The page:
Remembering Robert Bellah at the AAR

The 2013 Meeting of the American Academy of Religion (AAR) in Baltimore will be hosting a special session in memory of Robert Bellah, who died on July 30. “Remembering Robert Bellah Bellah1(1927-2013)” will join students, distinguished colleagues, and friends of Bellah to share memories of his life and work. If you plan on attending, this session will take place on Sunday, November 24 from 5:00-6:30 p.m.

Robert N. Bellah was the Elliott Professor of Sociology Emeritus at the University of California, Berkeley. He coauthored The Good Society and Habits of the Heart: Individualism and Commitment in American Life, which was nominated for a Pulitzer Prize and has sold more than 500,000 copies. His other books include Imagining Japan, The Broken Covenant,and Beyond Belief. In 2000 President Clinton awarded Bellah the National Humanities Medal.

Perhaps best known for these bestselling books, Bellah was a truly visionary leader in the social study of religion. For more than four decades, he examined the role of religion in modern and premodern societies, attempting to discern how religious meaning is formed and how it shapes ethical and political Bellah2practices. Duke University Press’s The Robert Bellah Reader (2006) brings together twenty-eight of Bellah’s seminal essays. Through critical and constructive inquiry, this Reader probes many of our deepest social and cultural quandaries, quandaries that put modernity itself, with all its immense achievements, at mortal risk. Through the practical self-understanding such inquiry spurs, Bellah shows how we may share responsibility for the world we have made and seek to heal it.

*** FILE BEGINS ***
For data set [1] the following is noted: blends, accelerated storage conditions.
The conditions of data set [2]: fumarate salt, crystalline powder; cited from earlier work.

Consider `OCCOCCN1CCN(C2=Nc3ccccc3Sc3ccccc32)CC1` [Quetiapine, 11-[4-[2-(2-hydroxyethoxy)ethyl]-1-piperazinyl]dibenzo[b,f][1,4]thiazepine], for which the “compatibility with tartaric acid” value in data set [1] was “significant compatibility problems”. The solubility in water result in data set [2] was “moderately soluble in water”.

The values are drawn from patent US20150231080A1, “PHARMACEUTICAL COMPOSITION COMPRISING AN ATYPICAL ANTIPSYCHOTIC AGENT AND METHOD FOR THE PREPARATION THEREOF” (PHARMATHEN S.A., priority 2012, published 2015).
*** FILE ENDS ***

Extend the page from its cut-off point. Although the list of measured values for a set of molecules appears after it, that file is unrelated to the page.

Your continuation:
Professor Steven M. Tipton, co-editor of this work and one of the panelists for the AAR session, teaches sociology and religion at Emory University and its Candler School of Theology, where he is a Professor and Director of the Graduate Division of Religion. In a recent piece about Bellah’s legacy, Tipton explains that “Bellah illuminates the often implicit moral visions we hold and contest in the modern world . . . . Deep is the well of the past, and from it Robert Bellah drew living water. Bright and clear and encompassing, the flow of his work will go on through ever-widening waves of resonance in our thinking and arguing over religion.”

We’re excited that the AAR session and its distinguished panelists will help pay tribute to Bellah’s outstanding intellectual contributions. If you cannot attend, please consider picking up a copy of the Reader in order to enjoy Bellah’s legacy.

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